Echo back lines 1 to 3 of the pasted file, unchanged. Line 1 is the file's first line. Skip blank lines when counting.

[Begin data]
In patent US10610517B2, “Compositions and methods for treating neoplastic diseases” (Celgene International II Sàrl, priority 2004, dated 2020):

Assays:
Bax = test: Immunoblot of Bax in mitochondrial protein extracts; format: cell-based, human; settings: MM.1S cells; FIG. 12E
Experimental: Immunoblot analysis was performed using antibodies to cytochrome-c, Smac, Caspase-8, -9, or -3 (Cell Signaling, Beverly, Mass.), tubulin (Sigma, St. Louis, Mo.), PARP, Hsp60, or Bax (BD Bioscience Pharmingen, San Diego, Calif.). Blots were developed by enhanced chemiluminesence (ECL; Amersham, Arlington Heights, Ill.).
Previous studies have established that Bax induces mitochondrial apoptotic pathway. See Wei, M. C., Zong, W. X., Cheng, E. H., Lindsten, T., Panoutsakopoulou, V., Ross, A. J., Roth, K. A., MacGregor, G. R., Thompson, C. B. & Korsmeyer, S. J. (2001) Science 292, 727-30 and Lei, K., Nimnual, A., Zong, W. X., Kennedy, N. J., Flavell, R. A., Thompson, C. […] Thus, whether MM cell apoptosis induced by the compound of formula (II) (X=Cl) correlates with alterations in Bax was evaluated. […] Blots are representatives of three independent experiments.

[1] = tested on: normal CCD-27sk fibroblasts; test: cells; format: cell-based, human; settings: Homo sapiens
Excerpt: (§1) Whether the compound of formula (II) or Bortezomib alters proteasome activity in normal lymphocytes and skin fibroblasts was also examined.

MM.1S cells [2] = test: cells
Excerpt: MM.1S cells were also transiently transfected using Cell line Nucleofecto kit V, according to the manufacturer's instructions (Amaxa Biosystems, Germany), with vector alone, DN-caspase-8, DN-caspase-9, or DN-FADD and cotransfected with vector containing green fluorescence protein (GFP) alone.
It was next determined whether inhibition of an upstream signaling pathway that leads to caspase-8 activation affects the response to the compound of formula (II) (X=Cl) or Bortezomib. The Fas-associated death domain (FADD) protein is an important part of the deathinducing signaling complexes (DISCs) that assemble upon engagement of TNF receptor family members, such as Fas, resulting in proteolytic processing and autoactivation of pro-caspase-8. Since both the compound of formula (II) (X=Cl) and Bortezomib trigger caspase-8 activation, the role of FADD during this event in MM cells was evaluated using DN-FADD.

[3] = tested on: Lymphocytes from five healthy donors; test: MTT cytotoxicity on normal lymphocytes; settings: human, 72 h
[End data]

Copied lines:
In patent US10610517B2, “Compositions and methods for treating neoplastic diseases” (Celgene International II Sàrl, priority 2004, dated 2020):

Assays:
Bax = test: Immunoblot of Bax in mitochondrial protein extracts; format: cell-based, human; settings: MM.1S cells; FIG. 12E